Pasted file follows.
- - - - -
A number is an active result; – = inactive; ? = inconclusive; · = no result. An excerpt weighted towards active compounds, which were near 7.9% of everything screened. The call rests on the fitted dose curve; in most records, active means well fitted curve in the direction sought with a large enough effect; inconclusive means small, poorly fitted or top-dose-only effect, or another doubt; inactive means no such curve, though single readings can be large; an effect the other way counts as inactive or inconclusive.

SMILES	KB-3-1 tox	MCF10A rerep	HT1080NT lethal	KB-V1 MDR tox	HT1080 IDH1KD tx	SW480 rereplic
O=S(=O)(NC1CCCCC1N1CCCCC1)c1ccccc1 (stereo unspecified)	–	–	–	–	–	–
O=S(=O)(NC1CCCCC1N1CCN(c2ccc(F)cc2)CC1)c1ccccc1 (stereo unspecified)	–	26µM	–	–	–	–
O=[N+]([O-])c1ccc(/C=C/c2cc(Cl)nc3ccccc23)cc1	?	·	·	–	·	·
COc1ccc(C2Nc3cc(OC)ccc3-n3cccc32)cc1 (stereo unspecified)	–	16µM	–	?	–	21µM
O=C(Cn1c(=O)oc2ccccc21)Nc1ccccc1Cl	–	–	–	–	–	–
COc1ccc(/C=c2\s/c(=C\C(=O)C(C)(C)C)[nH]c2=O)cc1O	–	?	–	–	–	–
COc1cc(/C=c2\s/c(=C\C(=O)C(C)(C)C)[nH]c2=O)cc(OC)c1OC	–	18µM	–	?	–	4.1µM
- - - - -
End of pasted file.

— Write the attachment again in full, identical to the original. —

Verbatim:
A number is an active result; – = inactive; ? = inconclusive; · = no result. An excerpt weighted towards active compounds, which were near 7.9% of everything screened. The call rests on the fitted dose curve; in most records, active means well fitted curve in the direction sought with a large enough effect; inconclusive means small, poorly fitted or top-dose-only effect, or another doubt; inactive means no such curve, though single readings can be large; an effect the other way counts as inactive or inconclusive.

SMILES	KB-3-1 tox	MCF10A rerep	HT1080NT lethal	KB-V1 MDR tox	HT1080 IDH1KD tx	SW480 rereplic
O=S(=O)(NC1CCCCC1N1CCCCC1)c1ccccc1 (stereo unspecified)	–	–	–	–	–	–
O=S(=O)(NC1CCCCC1N1CCN(c2ccc(F)cc2)CC1)c1ccccc1 (stereo unspecified)	–	26µM	–	–	–	–
O=[N+]([O-])c1ccc(/C=C/c2cc(Cl)nc3ccccc23)cc1	?	·	·	–	·	·
COc1ccc(C2Nc3cc(OC)ccc3-n3cccc32)cc1 (stereo unspecified)	–	16µM	–	?	–	21µM
O=C(Cn1c(=O)oc2ccccc21)Nc1ccccc1Cl	–	–	–	–	–	–
COc1ccc(/C=c2\s/c(=C\C(=O)C(C)(C)C)[nH]c2=O)cc1O	–	?	–	–	–	–
COc1cc(/C=c2\s/c(=C\C(=O)C(C)(C)C)[nH]c2=O)cc(OC)c1OC	–	18µM	–	?	–	4.1µM